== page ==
Summing up from last time: “meant” and “means” aren’t distinct from one another in the way that the standard account presupposes; and, there is no theoretical account to be adduced which will arbitrate how to apply a posited meaning. (This paragraph doesn’t count against me.)
Absent a subsistent “meaning” that provides a polestar for interpretive validity, we reckon the soundness of our interpretive activity by more proximate criteria. A tremendous proportion of interpretive legitimacy is not itself reasoned out, but “caught”, assimilated, from the interpreters whom one regards as authorities. Sometimes they hold authority by force: as in the academy, where students learn positively that “so and so is an admirable interpreter of whom our tutors speak highly, and we should endeavour to emulate his moves” or negatively that “Such and such never even appears on our reading lists; we can regard her work as utterly insignificant” or “Our tutor referred derisively to this book; we’d better not say anything good about it.” Learning interpreters strive to be like their positive models (“Be imitators of me, as I am of Raymond Brown” or “Tom Wright” or “Bart Ehrman”). Even among more advanced interpreters, a tacit sense of “what goes” in academic discourse affects the tenor of interpretive deliberation. We can make some of these criteria explicit, but others remain difficult to articulate (if we can recognise them as criteria at all, so deeply have they been assimilated).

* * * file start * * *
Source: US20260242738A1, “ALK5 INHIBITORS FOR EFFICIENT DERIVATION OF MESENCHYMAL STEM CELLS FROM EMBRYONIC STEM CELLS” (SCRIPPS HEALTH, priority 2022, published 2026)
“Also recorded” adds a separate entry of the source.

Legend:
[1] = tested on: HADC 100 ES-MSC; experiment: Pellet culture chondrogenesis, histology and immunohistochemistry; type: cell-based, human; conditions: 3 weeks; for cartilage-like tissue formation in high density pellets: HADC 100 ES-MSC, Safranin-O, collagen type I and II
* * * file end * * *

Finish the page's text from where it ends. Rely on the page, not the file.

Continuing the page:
Our interpretive activity does not simply observe the expression-and-apprehension interplay; it is itself an exercise in apprehension (of criteria, of tone, of acceptable conclusions, of audience) and expression (not only “This is my interpretation” but the representation of one’s deliberation as revolutionary or as compliant with extant discourses, as easily intelligible or as arcane, as authenticated by institutional authority or as self-justifying, and so on. The persona of the interpreter plays a role in the interpretation offered (“She explicitly alludes to Christian theological points of reference”, “He cites continental critics whose work I can’t read”, “He’s smartly dressed”, “She’s wearing shredded blue jeans”, “He slouches and mumbles”, “She looks us in the eye, speaks clearly and fluently and confidently”). All of these function willy-nilly, regardless of anyone’s intentions. The speaker/writer may intend to sound intelligent and confident, and a hearer/reader may think of him as pompous; a speaker/writer may intend to sound sensible and humble, and a hearer/reader think she’s not sure of herself and her case is weak. Even the most fair, even-handed, balanced interpreters are — cannot help being — affected by elements of a discourse that are not exhausted by an author’s intended meaning. Interpretive judgments comprise a great deal more than an inferred intent in words with subsistent meaning — and any account of hermeneutics that neglects, or suppresses, or circumvents, or denies the reality and power of these elements in the offering-uptake interaction misses some of the most important aspects of interpretation. And simply saying “Those other factors don’t count, they aren’t legitimate, we only accept the real meanings of words” doesn’t change the realities with which those who express and those who infer are daily dealing.